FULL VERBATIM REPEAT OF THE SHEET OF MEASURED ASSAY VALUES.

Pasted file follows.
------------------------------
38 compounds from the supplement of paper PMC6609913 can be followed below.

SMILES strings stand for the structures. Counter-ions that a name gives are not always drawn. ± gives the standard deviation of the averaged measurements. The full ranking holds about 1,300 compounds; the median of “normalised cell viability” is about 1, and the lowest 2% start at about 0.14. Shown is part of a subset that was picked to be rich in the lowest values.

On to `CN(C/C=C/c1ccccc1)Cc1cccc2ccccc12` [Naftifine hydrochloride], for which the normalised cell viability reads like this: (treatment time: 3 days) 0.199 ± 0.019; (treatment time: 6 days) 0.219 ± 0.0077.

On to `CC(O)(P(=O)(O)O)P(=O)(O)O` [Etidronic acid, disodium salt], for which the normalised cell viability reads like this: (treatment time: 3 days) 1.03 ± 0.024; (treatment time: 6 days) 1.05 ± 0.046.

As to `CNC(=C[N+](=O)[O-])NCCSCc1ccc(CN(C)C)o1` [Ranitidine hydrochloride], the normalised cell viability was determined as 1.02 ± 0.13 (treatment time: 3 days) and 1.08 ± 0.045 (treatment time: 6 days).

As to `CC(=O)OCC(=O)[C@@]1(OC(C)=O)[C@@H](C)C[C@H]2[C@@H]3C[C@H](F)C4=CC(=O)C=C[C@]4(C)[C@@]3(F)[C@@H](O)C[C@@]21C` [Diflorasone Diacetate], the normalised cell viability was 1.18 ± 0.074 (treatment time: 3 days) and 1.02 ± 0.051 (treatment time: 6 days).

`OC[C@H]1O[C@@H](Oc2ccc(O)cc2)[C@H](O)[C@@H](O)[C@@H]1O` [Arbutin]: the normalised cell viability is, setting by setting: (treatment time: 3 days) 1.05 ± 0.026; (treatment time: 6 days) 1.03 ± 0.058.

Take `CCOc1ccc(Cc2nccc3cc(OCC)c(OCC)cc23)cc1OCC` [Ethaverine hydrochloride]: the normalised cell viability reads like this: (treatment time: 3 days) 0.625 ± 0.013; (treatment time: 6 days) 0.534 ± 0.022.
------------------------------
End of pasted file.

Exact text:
38 compounds from the supplement of paper PMC6609913 can be followed below.

SMILES strings stand for the structures. Counter-ions that a name gives are not always drawn. ± gives the standard deviation of the averaged measurements. The full ranking holds about 1,300 compounds; the median of “normalised cell viability” is about 1, and the lowest 2% start at about 0.14. Shown is part of a subset that was picked to be rich in the lowest values.

On to `CN(C/C=C/c1ccccc1)Cc1cccc2ccccc12` [Naftifine hydrochloride], for which the normalised cell viability reads like this: (treatment time: 3 days) 0.199 ± 0.019; (treatment time: 6 days) 0.219 ± 0.0077.

On to `CC(O)(P(=O)(O)O)P(=O)(O)O` [Etidronic acid, disodium salt], for which the normalised cell viability reads like this: (treatment time: 3 days) 1.03 ± 0.024; (treatment time: 6 days) 1.05 ± 0.046.

As to `CNC(=C[N+](=O)[O-])NCCSCc1ccc(CN(C)C)o1` [Ranitidine hydrochloride], the normalised cell viability was determined as 1.02 ± 0.13 (treatment time: 3 days) and 1.08 ± 0.045 (treatment time: 6 days).

As to `CC(=O)OCC(=O)[C@@]1(OC(C)=O)[C@@H](C)C[C@H]2[C@@H]3C[C@H](F)C4=CC(=O)C=C[C@]4(C)[C@@]3(F)[C@@H](O)C[C@@]21C` [Diflorasone Diacetate], the normalised cell viability was 1.18 ± 0.074 (treatment time: 3 days) and 1.02 ± 0.051 (treatment time: 6 days).

`OC[C@H]1O[C@@H](Oc2ccc(O)cc2)[C@H](O)[C@@H](O)[C@@H]1O` [Arbutin]: the normalised cell viability is, setting by setting: (treatment time: 3 days) 1.05 ± 0.026; (treatment time: 6 days) 1.03 ± 0.058.

Take `CCOc1ccc(Cc2nccc3cc(OCC)c(OCC)cc23)cc1OCC` [Ethaverine hydrochloride]: the normalised cell viability reads like this: (treatment time: 3 days) 0.625 ± 0.013; (treatment time: 6 days) 0.534 ± 0.022.